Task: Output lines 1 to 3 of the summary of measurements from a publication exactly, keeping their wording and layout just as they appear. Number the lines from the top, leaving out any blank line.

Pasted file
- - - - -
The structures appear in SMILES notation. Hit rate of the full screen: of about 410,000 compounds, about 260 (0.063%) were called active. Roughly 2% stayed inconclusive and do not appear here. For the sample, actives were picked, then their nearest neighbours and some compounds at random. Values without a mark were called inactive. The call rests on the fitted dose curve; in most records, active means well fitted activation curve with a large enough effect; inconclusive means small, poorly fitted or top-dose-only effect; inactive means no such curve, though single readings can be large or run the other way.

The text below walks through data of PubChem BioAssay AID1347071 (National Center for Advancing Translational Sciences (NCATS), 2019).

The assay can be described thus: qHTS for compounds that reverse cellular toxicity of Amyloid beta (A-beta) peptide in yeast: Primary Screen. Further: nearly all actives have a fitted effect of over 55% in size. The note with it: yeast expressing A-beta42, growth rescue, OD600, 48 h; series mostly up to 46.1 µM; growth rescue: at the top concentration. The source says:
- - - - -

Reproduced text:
The structures appear in SMILES notation. Hit rate of the full screen: of about 410,000 compounds, about 260 (0.063%) were called active. Roughly 2% stayed inconclusive and do not appear here. For the sample, actives were picked, then their nearest neighbours and some compounds at random. Values without a mark were called inactive. The call rests on the fitted dose curve; in most records, active means well fitted activation curve with a large enough effect; inconclusive means small, poorly fitted or top-dose-only effect; inactive means no such curve, though single readings can be large or run the other way.

The text below walks through data of PubChem BioAssay AID1347071 (National Center for Advancing Translational Sciences (NCATS), 2019).

The assay can be described thus: qHTS for compounds that reverse cellular toxicity of Amyloid beta (A-beta) peptide in yeast: Primary Screen. Further: nearly all actives have a fitted effect of over 55% in size. The note with it: yeast expressing A-beta42, growth rescue, OD600, 48 h; series mostly up to 46.1 µM; growth rescue: at the top concentration. The source says: